For basics, I would just go on the brokerage sites since many offer presentations on basics like options trading.

Good luck though. Options trading is even more riskier than stocks trading so becareful.

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Mark @ TheLocoMono December 10, 2007 at 11:24 am

I know some things about options trading. I have done some “mock” trading and fared all right with them. I just know that the more you know, the better.

Risk is inherent everything related to the stock market. At best, the most anyone, even a seasoned veteran will be able to make an investment decision will always have risk involved.

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PerfectMOney February 25, 2009 at 1:59 am

Be Relevant with economy plunge is what safe way to counter the fear,and if Individual Investors do not want to miss the chance of “Gap economy plunge”.I think rather spent some money for Trading the stock ,I more agree to trade the money to “Marketing Investment”and the idea of it is spending your money to “affiliate commerce look like.with proper technique and tricks ,in my opinion this is what most safe heaven to keep my money “works for me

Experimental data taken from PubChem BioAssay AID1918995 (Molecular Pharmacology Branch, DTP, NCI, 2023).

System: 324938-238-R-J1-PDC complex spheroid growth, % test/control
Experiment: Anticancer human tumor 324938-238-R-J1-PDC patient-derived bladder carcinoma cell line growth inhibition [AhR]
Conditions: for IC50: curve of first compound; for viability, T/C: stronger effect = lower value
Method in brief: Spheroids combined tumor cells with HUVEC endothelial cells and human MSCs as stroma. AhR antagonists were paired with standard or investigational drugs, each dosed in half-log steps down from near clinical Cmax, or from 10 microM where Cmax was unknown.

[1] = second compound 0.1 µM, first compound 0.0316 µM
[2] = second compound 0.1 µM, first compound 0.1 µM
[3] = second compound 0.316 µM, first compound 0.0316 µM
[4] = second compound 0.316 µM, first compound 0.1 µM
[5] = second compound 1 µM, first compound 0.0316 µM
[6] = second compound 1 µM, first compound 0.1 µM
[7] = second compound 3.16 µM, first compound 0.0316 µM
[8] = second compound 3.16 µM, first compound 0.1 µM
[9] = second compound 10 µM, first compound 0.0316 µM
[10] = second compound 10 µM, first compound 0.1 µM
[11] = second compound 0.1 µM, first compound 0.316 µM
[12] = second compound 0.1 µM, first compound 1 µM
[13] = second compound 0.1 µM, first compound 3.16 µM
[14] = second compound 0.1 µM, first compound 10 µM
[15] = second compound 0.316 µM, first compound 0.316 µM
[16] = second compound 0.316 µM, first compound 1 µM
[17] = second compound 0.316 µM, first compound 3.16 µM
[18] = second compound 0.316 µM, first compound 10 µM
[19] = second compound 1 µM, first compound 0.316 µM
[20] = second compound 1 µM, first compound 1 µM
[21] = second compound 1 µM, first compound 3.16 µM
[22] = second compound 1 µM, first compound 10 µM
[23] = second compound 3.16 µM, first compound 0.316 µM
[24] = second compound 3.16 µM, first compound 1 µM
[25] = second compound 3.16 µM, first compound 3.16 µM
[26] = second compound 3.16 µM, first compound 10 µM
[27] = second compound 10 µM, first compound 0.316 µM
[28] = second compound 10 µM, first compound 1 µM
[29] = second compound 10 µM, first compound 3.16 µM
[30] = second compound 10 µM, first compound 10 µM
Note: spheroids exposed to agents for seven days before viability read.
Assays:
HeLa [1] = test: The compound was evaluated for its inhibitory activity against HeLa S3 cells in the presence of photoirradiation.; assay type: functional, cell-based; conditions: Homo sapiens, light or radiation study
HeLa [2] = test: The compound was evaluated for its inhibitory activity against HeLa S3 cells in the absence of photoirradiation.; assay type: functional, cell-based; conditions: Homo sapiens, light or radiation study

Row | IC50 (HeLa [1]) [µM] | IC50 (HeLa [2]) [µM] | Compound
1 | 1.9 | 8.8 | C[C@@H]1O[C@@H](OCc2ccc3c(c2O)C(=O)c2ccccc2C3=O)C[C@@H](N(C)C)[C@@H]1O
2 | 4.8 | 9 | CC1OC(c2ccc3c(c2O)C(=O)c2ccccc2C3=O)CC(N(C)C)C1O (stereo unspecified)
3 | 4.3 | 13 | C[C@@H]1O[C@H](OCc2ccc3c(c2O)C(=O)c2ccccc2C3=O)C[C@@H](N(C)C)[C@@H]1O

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Playground Equipment October 18, 2010 at 7:39 am

My advice is to not freak out. Just keep investing your money and diversify it. Historically we have good times and bad times. Right now we are in bad times. That is often the best time to get the best buys on stocks. Don’t be a dummy and buy high (when the market is good) and sell low when the market is bad. Do you homework and buy the best stocks in the market at the best values. You will be glad you did this when the market gets better in the future.